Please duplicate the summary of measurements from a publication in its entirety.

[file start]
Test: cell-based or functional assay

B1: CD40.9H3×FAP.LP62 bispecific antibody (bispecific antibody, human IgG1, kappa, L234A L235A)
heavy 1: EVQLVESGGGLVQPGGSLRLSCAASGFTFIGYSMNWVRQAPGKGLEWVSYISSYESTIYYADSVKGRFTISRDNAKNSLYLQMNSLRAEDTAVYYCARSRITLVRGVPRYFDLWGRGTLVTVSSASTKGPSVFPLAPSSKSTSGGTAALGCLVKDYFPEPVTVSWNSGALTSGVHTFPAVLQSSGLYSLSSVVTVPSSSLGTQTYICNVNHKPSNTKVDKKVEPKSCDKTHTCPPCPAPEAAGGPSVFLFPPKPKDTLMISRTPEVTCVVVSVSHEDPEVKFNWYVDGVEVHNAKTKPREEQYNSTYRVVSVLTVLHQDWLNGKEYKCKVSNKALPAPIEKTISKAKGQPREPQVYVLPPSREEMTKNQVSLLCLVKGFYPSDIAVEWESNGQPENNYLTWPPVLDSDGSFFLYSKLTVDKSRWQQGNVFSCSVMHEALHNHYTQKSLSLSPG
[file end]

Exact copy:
Test: cell-based or functional assay

B1: CD40.9H3×FAP.LP62 bispecific antibody (bispecific antibody, human IgG1, kappa, L234A L235A)
heavy 1: EVQLVESGGGLVQPGGSLRLSCAASGFTFIGYSMNWVRQAPGKGLEWVSYISSYESTIYYADSVKGRFTISRDNAKNSLYLQMNSLRAEDTAVYYCARSRITLVRGVPRYFDLWGRGTLVTVSSASTKGPSVFPLAPSSKSTSGGTAALGCLVKDYFPEPVTVSWNSGALTSGVHTFPAVLQSSGLYSLSSVVTVPSSSLGTQTYICNVNHKPSNTKVDKKVEPKSCDKTHTCPPCPAPEAAGGPSVFLFPPKPKDTLMISRTPEVTCVVVSVSHEDPEVKFNWYVDGVEVHNAKTKPREEQYNSTYRVVSVLTVLHQDWLNGKEYKCKVSNKALPAPIEKTISKAKGQPREPQVYVLPPSREEMTKNQVSLLCLVKGFYPSDIAVEWESNGQPENNYLTWPPVLDSDGSFFLYSKLTVDKSRWQQGNVFSCSVMHEALHNHYTQKSLSLSPG